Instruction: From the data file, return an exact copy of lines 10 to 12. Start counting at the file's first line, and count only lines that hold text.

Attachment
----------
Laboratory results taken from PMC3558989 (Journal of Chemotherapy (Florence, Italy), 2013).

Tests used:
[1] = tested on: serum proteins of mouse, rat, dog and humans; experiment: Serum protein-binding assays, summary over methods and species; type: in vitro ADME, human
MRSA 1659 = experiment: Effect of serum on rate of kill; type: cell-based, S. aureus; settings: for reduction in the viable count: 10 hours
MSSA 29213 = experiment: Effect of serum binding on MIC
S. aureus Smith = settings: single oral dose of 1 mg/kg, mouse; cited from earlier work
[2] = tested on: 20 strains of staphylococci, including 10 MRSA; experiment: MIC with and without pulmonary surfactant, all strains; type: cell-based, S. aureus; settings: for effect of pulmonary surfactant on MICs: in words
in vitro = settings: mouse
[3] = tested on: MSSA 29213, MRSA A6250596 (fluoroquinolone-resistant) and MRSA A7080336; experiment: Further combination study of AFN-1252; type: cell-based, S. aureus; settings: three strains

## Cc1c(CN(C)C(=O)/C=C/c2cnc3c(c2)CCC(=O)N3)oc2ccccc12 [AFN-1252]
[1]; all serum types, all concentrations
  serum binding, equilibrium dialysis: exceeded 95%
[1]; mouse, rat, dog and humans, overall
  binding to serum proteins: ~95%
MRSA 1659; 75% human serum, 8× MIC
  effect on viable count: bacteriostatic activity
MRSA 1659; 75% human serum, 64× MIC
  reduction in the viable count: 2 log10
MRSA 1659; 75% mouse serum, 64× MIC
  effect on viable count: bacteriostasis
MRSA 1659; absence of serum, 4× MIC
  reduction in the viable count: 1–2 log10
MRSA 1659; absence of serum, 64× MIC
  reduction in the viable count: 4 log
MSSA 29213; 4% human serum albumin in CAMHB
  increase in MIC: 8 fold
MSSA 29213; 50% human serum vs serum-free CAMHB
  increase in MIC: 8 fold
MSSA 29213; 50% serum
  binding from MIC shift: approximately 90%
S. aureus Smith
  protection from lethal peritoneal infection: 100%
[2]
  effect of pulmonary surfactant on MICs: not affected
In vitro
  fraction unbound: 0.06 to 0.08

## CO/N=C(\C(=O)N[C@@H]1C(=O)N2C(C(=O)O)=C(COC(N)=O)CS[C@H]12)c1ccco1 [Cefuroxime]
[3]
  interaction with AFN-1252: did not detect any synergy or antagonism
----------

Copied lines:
## Cc1c(CN(C)C(=O)/C=C/c2cnc3c(c2)CCC(=O)N3)oc2ccccc12 [AFN-1252]
[1]; all serum types, all concentrations
  serum binding, equilibrium dialysis: exceeded 95%